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NOTES OF THE MEXICAN WAR.

Mr. N. P. Trist, is, I am informed, now on his way to the capital, but I'll bet the price of an orange that he will come back with a flea in both of his cars, for the Mexican Congress have declared not to make or listen to any peace as long as we have only nine thousand soldiers in their country.

On our last march hither we were subject to the most fatiguing hardships and suffering. We had no tents, besides most of our men were short of clothing. It rained some time, snowed most all the time, in consequence many of our men got sick, and had to crawl towards the hospital, where many of the poor soldiers died, dying faster than new recruits arrive, but such is the life of a soldier.

The agricultural or farming implements in this country are the poorest and most miserable tools I ever saw; for instance, their plows are the same pattern as the Egyptians used over five thousand years ago, it consists of a crooked stick or a fork of a tree, with an iron point nailed or tied to it with a piece of rawhide, and a small handle for the plowman to steer with and a pole to hitch a yoke of oxen to. This so-called plow will scratch a furrow in the soil three or four inches deep and about the same in width. The harrow is a branch of a tree without the leaves, a yoke of oxen hitched to this is all that is done to the ground, the soil being very rich. The furniture used in respectable houses is mostly of the mahogany pattern, and generally somewhere in the casa is a family altar containing an image of the Virgin and Christ crucified.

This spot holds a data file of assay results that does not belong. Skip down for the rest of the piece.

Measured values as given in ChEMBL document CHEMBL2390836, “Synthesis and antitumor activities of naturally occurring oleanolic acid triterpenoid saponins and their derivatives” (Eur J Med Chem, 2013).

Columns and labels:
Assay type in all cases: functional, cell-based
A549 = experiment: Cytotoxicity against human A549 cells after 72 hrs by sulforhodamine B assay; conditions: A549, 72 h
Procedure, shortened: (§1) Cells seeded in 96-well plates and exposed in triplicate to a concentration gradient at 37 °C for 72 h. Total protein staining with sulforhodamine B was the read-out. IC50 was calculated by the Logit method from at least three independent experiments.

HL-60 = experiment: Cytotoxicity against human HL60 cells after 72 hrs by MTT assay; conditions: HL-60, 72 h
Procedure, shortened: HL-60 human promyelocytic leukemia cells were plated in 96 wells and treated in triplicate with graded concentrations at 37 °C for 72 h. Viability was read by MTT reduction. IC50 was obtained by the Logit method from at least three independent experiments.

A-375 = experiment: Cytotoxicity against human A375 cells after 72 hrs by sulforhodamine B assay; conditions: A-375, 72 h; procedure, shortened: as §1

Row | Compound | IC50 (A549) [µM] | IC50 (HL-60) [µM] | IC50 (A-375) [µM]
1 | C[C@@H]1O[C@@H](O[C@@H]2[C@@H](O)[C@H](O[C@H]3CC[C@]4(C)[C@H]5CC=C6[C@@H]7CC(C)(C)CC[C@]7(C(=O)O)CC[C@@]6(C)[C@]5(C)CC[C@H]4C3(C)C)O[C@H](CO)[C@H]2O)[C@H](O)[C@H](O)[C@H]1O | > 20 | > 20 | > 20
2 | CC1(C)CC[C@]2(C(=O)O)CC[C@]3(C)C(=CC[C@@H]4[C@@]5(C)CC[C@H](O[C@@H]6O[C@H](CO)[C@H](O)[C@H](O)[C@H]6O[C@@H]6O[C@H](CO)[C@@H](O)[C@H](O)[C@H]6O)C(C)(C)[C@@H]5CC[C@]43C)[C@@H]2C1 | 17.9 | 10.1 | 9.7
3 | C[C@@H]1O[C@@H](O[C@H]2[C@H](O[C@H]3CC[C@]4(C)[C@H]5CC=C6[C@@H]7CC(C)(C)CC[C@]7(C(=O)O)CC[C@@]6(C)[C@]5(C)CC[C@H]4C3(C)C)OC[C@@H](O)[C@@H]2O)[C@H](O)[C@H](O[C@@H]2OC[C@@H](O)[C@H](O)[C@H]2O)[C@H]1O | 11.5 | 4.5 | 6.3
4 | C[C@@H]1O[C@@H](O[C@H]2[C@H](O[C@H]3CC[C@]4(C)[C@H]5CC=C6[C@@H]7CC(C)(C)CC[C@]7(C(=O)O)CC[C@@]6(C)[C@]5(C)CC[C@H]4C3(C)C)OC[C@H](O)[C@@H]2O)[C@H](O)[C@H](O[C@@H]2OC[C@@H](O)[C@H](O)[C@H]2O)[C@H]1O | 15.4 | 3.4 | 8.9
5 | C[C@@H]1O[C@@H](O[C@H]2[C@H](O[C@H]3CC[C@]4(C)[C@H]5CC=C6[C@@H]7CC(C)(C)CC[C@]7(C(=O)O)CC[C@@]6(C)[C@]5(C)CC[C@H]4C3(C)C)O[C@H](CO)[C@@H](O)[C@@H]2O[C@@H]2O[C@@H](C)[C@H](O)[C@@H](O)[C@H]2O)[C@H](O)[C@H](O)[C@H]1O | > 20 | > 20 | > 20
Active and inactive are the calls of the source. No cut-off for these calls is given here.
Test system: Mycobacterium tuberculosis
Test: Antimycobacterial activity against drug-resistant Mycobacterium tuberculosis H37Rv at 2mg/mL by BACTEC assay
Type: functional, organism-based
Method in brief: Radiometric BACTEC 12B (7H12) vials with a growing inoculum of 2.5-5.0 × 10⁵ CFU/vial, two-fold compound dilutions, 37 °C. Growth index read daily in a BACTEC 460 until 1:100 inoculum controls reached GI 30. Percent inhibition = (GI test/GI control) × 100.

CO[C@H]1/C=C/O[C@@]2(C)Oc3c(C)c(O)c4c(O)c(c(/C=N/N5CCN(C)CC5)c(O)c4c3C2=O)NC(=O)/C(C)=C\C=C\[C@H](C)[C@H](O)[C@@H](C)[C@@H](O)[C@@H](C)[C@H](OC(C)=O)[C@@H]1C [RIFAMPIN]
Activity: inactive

I will now send you the song of our soldiers, made up since the battle of Cerro Gordo. The original song is "The Girl I Left Behind Me." And you, no doubt, know that the air of this popular song is sung and played by the drums, fifes and bands during an embarkation of an English or American army, when about to open on a foreign war. The Mexicans, doubtless thinking that there is some virtue in it, have, since the battle of Cerro Gordo, adopted it into their own army, but we, in compliment to Gen. Santa Anna, call it "The Leg I Left Behind Me," as follows:—